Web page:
Painful read to start...better after the first hundred pages.

    This was a very painful read for me, especially the beginning. Character development went on and on and on...I felt i was reading a Dickens novel. After the first hundred pages it got interesting.

    6 out of 7 people found this review helpful.

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  • Anonymous

    Posted November 10, 2012

    Okay it seems like a good book.. has anyone even read it yet.. a

    Okay it seems like a good book.. has anyone even read it yet.. all the text above... i cant tell if i need to need the other book before this one... cuz they almost sound like its the same book but a different name

    5 out of 32 people found this review helpful.

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  • Posted January 26, 2013

    more from this reviewer

    Kingsolver at her best

    Kingsolver is a master of wordsmithing and, once again, she does it here. Despite the sometimes heavy handed environmentalism, she paints a portrait of an Appallachian family struggling to survive. Dellarobia, the main character, is stuck in a "shotgun" marriage when an influx of monarch butterflies and the scientists studying them open her eyes to possibilities. The story has characters that you feel you know and a land that comes alive under Kingsolver's pen. Just the description of the snow-covered farm near the story's end is enough to make this book worthwhile. Another wonderful book by a masterful author.

    4 out of 4 people found this review helpful.

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  • Anonymous

    Posted November 18, 2012

    Loved it!!!

    I highly recommend this book. I looove Barbara Kingsolver! She is without a doubt one of my favorite authors. I've loved every book I've read by her and Flight Behavior is no exception. I really identified with Dellarobia and her life and problems. I found all of the characters highly relatable and real. I also learned a LOT about climate change through the reading of this book. Love how she always mixes interpersonal relationships and issues with science and nature. Keep up the good work Ms. Kingsolver!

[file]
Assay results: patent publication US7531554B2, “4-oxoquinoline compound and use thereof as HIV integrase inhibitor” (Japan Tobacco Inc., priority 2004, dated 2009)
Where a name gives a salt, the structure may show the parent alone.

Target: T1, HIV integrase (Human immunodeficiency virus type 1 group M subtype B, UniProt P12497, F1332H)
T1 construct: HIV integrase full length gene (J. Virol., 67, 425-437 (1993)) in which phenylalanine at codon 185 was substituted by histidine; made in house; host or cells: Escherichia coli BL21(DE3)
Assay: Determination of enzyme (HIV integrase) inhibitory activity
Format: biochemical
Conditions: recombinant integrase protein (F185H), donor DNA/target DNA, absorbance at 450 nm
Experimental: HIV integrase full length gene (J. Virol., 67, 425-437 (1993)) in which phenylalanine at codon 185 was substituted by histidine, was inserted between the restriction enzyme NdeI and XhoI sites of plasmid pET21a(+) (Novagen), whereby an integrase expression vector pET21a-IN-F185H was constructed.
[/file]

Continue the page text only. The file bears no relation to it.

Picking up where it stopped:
4 out of 5 people found this review helpful.

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  • Posted May 31, 2013

    BK's The Poisonwood Bible gripped my attention like a hot iron v

    BK's The Poisonwood Bible gripped my attention like a hot iron vice, so I expected much of the same from her latest novel. However, Flight Behavior never got off the ground for me. The conversations between the characters rang false and were literally mind numbing dissertations that felt more like redneck rocking chair torture. What's worse is that I was really wanting to root for the protagonist, Dellarobia, but I couldn't stand her --seriously raked my nerves and tried my patience. I found her annoyingly pathetic and every one of her interactions was dimwitted and boring at best. This read was brutal due to Kingsolver's endless rants about the environment, unruly children, dogs, in-laws, regrets, unkept homes, church service , shopping at the Dollar store and the list goes on and on, leaving me to believe that picking bellybutton lint would be way more interesting. Unless you want to be held responsible for the suicide of a few vital braincells, put this book down.

    3 out of 6 people found this review helpful.

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  • Anonymous

    Posted May 27, 2013

    Slow

    Couldn't relate to characters or plot. Very disappointed. I loved Poisonwood Bible, so this book was a big let down.

    3 out of 6 people found this review helpful.

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  • Anonymous

    Posted May 10, 2013

    I Also Recommend:

    Good, not great. I always enjoy Barbara Kingsolver's books. Her